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Problem: Given points $u,v_1,\dots,v_n\in\mathbb{R}^m$, decide if $u$ is contained in the convex hull of $v_1,\dots,v_n.$

This can be done efficiently by linear programming (time polynomial in $n,m$) in the obvious way. I have two questions:

  1. Is there a different (or more efficient algorithm) for this? If not, there ought to be a simple reduction from linear programming to the above problem as well. What is it?

  2. Are there interesting families of instances for which the problem can be solved significantly faster than by means of linear programming, e.g., nearly linear time in $m+n$.

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Btw it's not true that you can solve this in time poly in n and m. such an algorithm would be as trongly polynomial time algorithm for linear programming, which is as yet unknown. what is true is that you can solve it in polynomial time, but the running time involves terms relating to the bit complexity of the problem: – Suresh Venkat Jan 12 '10 at 8:38
up vote 11 down vote accepted

It isn't just that you can do the problem with linear programming. The reduction to linear programming actually shows that the convex hull problem is equivalent by dualization to the feasible-point problem in linear programming. In other words, you are asking whether there exist coefficients $\alpha_1,\ldots,\alpha_n \ge 0$ such that $$u = \alpha_1 v_1 + \alpha_2 v_2 + \cdots + \alpha_n v_n.$$ The vector of coefficients $\vec{\alpha}$ is a feasible point in a general linear programming problem, and you are asking whether a feasible point exists. Thus the problem can't be any harder or easier than linear programming.

Your second question then asks whether there are special cases of (the feasible point problem of) linear programming that are easier than the general case of linear programming. The answer is yes. For instance, the "quickhull" type algorithm that Steve Huntsman mentions performs well in any specific low dimension. It amounts to an algorithm for linear programming for the case that the coefficients are nonnegative and there are few equalities. You can also expect a faster algorithm (maybe even equivalent to quickhull) at the other extreme, when there are almost as many equalities as variables. And you can always think of new types of structured linear programming problems that are more convenient or faster, e.g. with a sparse matrix.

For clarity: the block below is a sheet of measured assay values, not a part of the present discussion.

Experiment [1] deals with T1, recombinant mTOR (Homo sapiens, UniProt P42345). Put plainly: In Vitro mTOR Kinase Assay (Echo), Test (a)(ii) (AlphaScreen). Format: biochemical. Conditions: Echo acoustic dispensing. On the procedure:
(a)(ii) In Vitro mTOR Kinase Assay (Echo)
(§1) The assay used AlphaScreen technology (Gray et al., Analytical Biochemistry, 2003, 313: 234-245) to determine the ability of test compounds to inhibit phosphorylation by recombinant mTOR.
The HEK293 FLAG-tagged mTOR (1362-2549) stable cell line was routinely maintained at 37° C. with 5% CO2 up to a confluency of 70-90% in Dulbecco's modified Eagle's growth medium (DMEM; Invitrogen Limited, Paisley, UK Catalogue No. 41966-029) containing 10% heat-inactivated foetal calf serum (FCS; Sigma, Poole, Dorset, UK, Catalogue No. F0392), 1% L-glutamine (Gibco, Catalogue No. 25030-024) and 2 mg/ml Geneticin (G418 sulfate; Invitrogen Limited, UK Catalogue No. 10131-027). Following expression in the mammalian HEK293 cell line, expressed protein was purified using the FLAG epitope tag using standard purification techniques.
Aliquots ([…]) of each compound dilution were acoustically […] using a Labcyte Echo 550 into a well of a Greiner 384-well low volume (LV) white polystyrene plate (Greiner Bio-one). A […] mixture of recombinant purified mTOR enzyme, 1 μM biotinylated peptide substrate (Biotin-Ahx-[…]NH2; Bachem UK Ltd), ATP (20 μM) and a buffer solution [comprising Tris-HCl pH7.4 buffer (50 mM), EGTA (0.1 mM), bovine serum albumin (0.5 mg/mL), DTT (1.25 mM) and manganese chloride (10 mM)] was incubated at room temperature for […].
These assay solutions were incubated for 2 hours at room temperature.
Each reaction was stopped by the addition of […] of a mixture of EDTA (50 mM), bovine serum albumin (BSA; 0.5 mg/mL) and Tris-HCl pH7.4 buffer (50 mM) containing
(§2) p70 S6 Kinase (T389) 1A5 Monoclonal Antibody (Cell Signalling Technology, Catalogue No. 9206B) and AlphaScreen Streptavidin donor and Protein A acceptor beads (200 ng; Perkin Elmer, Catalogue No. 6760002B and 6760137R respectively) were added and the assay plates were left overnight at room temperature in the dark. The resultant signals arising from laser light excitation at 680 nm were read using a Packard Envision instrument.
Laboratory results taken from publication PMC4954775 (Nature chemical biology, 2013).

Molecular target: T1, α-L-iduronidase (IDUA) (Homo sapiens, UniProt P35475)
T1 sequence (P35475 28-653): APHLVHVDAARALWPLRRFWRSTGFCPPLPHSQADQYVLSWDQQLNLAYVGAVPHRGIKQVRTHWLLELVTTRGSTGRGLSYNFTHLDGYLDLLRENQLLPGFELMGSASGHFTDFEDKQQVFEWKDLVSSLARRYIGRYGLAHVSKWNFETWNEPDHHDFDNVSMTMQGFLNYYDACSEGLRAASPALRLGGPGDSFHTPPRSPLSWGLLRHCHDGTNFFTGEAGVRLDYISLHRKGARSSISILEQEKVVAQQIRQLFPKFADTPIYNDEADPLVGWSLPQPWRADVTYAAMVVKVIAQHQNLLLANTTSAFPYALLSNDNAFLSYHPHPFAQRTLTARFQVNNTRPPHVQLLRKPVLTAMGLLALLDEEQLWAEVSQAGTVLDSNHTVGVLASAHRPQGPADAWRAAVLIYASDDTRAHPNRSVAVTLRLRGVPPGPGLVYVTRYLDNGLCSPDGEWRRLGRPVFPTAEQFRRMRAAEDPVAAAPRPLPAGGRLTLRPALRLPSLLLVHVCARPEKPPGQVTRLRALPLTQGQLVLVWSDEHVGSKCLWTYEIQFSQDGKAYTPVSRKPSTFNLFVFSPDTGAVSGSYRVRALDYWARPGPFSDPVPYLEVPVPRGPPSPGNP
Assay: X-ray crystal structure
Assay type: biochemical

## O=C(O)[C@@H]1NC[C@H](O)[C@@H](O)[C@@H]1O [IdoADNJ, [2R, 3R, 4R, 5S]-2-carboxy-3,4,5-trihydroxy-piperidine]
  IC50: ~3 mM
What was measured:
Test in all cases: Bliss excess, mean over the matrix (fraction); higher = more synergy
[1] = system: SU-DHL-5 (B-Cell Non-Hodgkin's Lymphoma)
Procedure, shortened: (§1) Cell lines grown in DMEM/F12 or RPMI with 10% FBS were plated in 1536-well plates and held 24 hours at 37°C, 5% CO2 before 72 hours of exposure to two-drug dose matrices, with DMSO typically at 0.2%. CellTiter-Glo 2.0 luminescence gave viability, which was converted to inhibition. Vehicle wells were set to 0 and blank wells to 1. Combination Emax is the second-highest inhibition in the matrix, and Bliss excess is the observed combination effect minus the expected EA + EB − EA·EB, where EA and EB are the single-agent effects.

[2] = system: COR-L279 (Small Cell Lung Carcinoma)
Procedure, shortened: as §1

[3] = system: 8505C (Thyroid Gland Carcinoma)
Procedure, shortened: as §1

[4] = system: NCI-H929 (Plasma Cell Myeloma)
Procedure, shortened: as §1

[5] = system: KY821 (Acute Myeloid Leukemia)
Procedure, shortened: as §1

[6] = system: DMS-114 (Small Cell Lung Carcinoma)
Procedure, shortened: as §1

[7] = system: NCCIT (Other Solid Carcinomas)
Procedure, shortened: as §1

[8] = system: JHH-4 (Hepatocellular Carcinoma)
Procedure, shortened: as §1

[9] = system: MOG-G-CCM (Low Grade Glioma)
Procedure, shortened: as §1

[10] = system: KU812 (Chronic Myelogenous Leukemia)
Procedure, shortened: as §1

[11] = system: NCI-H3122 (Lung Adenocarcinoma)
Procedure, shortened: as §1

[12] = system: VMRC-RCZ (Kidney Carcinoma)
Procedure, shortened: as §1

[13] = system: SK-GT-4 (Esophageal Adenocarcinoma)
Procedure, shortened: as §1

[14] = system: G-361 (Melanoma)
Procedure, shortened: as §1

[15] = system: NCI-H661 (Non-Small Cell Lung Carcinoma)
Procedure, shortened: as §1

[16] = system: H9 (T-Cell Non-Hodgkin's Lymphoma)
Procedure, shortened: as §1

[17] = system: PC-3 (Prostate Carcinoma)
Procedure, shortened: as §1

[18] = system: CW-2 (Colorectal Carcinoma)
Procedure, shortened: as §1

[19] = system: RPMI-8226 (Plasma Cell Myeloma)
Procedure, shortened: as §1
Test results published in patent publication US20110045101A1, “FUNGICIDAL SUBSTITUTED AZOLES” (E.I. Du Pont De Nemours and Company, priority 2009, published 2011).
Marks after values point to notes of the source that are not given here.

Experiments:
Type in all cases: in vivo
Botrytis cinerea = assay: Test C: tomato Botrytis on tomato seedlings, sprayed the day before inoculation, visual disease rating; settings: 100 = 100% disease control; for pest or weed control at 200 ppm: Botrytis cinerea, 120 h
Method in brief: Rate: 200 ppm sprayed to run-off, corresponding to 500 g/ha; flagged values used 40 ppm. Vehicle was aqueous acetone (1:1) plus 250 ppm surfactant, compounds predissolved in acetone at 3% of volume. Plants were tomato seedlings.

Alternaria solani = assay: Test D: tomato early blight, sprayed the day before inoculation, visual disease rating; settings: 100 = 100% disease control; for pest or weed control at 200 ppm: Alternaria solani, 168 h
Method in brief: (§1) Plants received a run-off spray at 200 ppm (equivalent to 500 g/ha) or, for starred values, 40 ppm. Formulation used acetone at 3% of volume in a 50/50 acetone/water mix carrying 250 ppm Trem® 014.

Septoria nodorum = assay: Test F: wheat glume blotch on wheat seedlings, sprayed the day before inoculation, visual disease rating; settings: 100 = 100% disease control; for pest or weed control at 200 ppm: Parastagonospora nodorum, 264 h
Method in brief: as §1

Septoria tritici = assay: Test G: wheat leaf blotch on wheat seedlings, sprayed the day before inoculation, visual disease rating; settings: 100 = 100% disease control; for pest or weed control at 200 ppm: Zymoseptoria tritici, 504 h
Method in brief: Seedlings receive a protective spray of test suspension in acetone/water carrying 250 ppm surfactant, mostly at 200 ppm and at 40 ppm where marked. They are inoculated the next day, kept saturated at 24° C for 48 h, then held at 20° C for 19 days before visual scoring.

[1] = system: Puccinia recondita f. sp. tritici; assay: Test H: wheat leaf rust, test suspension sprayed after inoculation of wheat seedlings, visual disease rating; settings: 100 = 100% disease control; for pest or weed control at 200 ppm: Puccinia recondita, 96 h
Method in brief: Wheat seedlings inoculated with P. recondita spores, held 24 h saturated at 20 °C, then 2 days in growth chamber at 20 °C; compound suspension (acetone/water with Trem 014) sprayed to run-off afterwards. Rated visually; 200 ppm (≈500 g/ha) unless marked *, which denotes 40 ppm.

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Quickhull uses divide and conquer a la quicksort. I believe its worst-case complexity is $O(n^2)$, but could be wrong.

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(This is implicit in this answer, but this complexity result holds in two dimensions, and not in higher dimensions.) – Joseph O'Rourke Oct 15 '14 at 23:46

"Are there interesting families of instances...nearly linear time..."

For the record it should be mentioned that if the points $v_1,\ldots,v_n \in \mathbb{R}^d$ are chosen randomly, under a variety of distributions and within a variety of regions (e.g., balls, hypercubes), then the number of vertices of the hull is $O(n^{1/3})$ in the plane and $O(\log^{d-1}n)$ in dimension $d$.

A recent reference, which cites many of the original papers is:

Sariel Har-Peled, "On the Expected Complexity of Random Convex Hulls." 2011. (arXiv abstract link).

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